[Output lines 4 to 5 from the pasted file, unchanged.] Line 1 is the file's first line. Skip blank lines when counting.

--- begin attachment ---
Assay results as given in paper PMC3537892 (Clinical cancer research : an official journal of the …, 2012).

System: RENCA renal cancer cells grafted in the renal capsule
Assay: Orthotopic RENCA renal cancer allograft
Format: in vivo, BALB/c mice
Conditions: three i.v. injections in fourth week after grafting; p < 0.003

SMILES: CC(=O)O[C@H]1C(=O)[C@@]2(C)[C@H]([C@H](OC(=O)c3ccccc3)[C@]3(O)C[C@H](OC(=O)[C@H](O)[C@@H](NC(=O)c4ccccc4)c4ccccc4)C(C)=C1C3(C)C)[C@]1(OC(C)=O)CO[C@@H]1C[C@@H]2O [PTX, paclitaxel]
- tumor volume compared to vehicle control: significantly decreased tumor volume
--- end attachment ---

Format: in vivo, BALB/c mice
Conditions: three i.v. injections in fourth week after grafting; p < 0.003